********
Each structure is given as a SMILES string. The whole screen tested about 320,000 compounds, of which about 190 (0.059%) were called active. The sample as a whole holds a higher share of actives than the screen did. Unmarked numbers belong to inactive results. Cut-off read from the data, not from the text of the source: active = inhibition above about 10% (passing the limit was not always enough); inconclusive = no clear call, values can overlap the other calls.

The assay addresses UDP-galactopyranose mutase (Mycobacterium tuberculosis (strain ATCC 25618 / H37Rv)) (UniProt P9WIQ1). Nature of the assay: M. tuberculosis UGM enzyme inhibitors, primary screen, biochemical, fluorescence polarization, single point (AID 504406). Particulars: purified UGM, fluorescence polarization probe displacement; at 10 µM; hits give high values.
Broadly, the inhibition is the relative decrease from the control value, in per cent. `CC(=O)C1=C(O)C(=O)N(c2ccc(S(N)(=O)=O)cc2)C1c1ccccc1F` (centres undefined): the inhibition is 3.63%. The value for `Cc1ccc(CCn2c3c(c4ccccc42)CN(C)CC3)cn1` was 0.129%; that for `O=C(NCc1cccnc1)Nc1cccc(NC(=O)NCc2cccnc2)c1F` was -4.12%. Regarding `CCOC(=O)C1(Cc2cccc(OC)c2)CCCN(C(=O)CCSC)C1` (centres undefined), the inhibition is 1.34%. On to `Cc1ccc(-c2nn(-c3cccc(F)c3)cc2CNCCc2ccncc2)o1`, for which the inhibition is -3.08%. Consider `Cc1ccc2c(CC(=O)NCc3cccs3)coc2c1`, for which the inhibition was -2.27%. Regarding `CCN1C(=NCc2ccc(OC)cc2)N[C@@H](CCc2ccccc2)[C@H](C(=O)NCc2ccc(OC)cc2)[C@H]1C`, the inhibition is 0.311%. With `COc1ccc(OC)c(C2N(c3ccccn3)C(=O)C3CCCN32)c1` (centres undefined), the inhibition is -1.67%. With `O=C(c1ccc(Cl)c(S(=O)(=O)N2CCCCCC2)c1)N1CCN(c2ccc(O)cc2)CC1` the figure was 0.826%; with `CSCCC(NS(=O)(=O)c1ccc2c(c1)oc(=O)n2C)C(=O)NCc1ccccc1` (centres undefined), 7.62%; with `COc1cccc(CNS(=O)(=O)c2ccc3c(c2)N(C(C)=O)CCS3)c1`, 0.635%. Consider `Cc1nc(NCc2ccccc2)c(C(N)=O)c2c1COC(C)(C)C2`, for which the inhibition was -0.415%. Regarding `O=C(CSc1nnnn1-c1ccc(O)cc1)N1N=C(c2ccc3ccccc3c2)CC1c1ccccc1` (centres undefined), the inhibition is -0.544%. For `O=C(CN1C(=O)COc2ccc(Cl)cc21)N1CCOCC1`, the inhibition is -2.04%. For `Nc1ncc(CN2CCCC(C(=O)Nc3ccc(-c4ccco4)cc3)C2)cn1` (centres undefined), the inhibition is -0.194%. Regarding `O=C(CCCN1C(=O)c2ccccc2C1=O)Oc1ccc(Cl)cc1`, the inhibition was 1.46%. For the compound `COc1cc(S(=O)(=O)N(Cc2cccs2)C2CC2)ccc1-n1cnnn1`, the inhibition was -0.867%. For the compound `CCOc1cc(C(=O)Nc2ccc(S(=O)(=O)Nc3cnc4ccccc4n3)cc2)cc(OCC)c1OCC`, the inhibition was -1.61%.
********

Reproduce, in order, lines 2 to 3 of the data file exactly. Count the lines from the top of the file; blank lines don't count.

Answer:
The assay addresses UDP-galactopyranose mutase (Mycobacterium tuberculosis (strain ATCC 25618 / H37Rv)) (UniProt P9WIQ1). Nature of the assay: M. tuberculosis UGM enzyme inhibitors, primary screen, biochemical, fluorescence polarization, single point (AID 504406). Particulars: purified UGM, fluorescence polarization probe displacement; at 10 µM; hits give high values.
Broadly, the inhibition is the relative decrease from the control value, in per cent. `CC(=O)C1=C(O)C(=O)N(c2ccc(S(N)(=O)=O)cc2)C1c1ccccc1F` (centres undefined): the inhibition is 3.63%. The value for `Cc1ccc(CCn2c3c(c4ccccc42)CN(C)CC3)cn1` was 0.129%; that for `O=C(NCc1cccnc1)Nc1cccc(NC(=O)NCc2cccnc2)c1F` was -4.12%. Regarding `CCOC(=O)C1(Cc2cccc(OC)c2)CCCN(C(=O)CCSC)C1` (centres undefined), the inhibition is 1.34%. On to `Cc1ccc(-c2nn(-c3cccc(F)c3)cc2CNCCc2ccncc2)o1`, for which the inhibition is -3.08%. Consider `Cc1ccc2c(CC(=O)NCc3cccs3)coc2c1`, for which the inhibition was -2.27%. Regarding `CCN1C(=NCc2ccc(OC)cc2)N[C@@H](CCc2ccccc2)[C@H](C(=O)NCc2ccc(OC)cc2)[C@H]1C`, the inhibition is 0.311%. With `COc1ccc(OC)c(C2N(c3ccccn3)C(=O)C3CCCN32)c1` (centres undefined), the inhibition is -1.67%. With `O=C(c1ccc(Cl)c(S(=O)(=O)N2CCCCCC2)c1)N1CCN(c2ccc(O)cc2)CC1` the figure was 0.826%; with `CSCCC(NS(=O)(=O)c1ccc2c(c1)oc(=O)n2C)C(=O)NCc1ccccc1` (centres undefined), 7.62%; with `COc1cccc(CNS(=O)(=O)c2ccc3c(c2)N(C(C)=O)CCS3)c1`, 0.635%. Consider `Cc1nc(NCc2ccccc2)c(C(N)=O)c2c1COC(C)(C)C2`, for which the inhibition was -0.415%. Regarding `O=C(CSc1nnnn1-c1ccc(O)cc1)N1N=C(c2ccc3ccccc3c2)CC1c1ccccc1` (centres undefined), the inhibition is -0.544%. For `O=C(CN1C(=O)COc2ccc(Cl)cc21)N1CCOCC1`, the inhibition is -2.04%. For `Nc1ncc(CN2CCCC(C(=O)Nc3ccc(-c4ccco4)cc3)C2)cn1` (centres undefined), the inhibition is -0.194%. Regarding `O=C(CCCN1C(=O)c2ccccc2C1=O)Oc1ccc(Cl)cc1`, the inhibition was 1.46%. For the compound `COc1cc(S(=O)(=O)N(Cc2cccs2)C2CC2)ccc1-n1cnnn1`, the inhibition was -0.867%. For the compound `CCOc1cc(C(=O)Nc2ccc(S(=O)(=O)Nc3cnc4ccccc4n3)cc2)cc(OCC)c1OCC`, the inhibition was -1.61%.